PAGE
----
Cyberattacks Grow More Complex

By Sherry Harowitz

The hackers also use more modern options like automated exfiltration mechanisms that send the data they want to another site where they retrieve it. They are able to send data out undetected because the company either lacks a firewall or the firewall lacks egress filters.

One of the most surprising findings was that analysis of the malware revealed that apart from some off-the-shelf script kiddies and targeting of some critical government agencies, most point-of-sale credit card breaches could be traced back to just three primary criminal enterprises, though the third appears to be a distributed network of attackers and tools used by thousands of criminals.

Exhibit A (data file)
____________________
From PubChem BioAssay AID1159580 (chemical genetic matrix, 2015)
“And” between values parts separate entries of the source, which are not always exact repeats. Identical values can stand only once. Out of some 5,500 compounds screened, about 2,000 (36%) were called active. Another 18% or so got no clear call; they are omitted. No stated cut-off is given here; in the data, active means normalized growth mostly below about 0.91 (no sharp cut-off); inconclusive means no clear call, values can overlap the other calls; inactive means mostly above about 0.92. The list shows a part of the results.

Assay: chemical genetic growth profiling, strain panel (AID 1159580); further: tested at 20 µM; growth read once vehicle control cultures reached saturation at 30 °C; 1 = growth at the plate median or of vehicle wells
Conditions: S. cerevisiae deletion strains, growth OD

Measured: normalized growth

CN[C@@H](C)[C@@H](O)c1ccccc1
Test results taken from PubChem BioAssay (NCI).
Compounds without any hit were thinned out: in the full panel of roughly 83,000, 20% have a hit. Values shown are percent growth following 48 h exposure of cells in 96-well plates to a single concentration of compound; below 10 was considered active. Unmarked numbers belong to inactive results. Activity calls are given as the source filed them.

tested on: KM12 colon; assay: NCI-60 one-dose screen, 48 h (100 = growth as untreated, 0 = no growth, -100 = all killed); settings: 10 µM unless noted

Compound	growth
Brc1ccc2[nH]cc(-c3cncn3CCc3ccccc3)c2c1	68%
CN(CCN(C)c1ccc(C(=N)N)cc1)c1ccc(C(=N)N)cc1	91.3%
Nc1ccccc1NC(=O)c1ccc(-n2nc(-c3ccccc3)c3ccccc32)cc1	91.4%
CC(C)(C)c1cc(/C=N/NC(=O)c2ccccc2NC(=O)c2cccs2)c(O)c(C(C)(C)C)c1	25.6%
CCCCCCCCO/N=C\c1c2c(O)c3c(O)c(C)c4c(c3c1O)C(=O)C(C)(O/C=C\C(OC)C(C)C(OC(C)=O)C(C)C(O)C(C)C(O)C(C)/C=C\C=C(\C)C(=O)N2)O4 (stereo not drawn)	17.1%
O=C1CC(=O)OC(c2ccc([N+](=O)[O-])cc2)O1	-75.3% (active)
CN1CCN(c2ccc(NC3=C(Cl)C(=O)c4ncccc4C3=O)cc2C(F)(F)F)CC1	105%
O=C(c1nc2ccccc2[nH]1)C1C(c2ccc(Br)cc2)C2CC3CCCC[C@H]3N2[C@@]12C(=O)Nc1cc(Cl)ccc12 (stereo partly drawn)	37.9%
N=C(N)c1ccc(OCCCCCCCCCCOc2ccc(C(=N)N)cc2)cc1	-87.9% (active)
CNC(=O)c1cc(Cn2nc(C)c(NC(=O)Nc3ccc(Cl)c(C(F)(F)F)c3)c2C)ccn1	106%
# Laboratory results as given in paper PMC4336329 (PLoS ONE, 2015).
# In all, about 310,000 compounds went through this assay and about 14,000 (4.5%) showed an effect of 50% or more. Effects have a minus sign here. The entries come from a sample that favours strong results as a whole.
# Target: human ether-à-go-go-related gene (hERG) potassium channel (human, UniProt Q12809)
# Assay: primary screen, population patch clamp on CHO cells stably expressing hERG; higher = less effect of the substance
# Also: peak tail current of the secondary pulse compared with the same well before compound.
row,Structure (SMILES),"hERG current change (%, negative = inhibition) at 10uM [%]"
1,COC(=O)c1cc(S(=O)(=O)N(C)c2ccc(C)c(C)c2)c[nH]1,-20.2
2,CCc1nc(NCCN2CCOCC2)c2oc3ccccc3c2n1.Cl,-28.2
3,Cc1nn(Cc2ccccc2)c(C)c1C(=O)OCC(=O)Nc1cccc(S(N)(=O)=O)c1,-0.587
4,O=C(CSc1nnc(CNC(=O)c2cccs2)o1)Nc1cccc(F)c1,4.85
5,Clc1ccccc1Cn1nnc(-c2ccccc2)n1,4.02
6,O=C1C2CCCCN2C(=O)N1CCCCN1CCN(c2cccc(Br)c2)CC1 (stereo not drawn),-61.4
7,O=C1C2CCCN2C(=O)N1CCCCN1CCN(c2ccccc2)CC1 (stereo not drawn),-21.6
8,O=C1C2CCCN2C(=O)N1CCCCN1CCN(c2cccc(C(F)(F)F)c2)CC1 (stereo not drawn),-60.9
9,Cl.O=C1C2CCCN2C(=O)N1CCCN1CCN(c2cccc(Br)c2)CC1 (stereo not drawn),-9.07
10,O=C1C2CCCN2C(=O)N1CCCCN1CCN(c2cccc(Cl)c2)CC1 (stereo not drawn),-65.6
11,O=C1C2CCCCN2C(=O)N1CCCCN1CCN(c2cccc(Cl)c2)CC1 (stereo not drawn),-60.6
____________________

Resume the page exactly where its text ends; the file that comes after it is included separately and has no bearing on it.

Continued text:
The report is also sobering in that it shows how difficult it is for a company to really prevent infections. As an example, it states, "The use of embedded files not only makes it extremely difficult for security products to detect malicious files but also exploits the functionality of each file format. It's becoming difficult for system administrators to control what can and cannot be executed. Flash Player does not need to be installed for a Flash file to be loaded within a PDF, MP4s can be loaded directly from within Flash Player, and most PDF readers will execute JavaScript code out of the box. Attackers make good use of these facts."

But companies can protect themselves by demanding that third parties follow best practices with strong passwords; they can also make sure that their own security is good, with proper firewall egress filters and other strong internal controls, to decrease the hackers' chances of getting malware in or getting data out—or at the very least to increase the chance of timely detection if hackers do succeed in gaining access.



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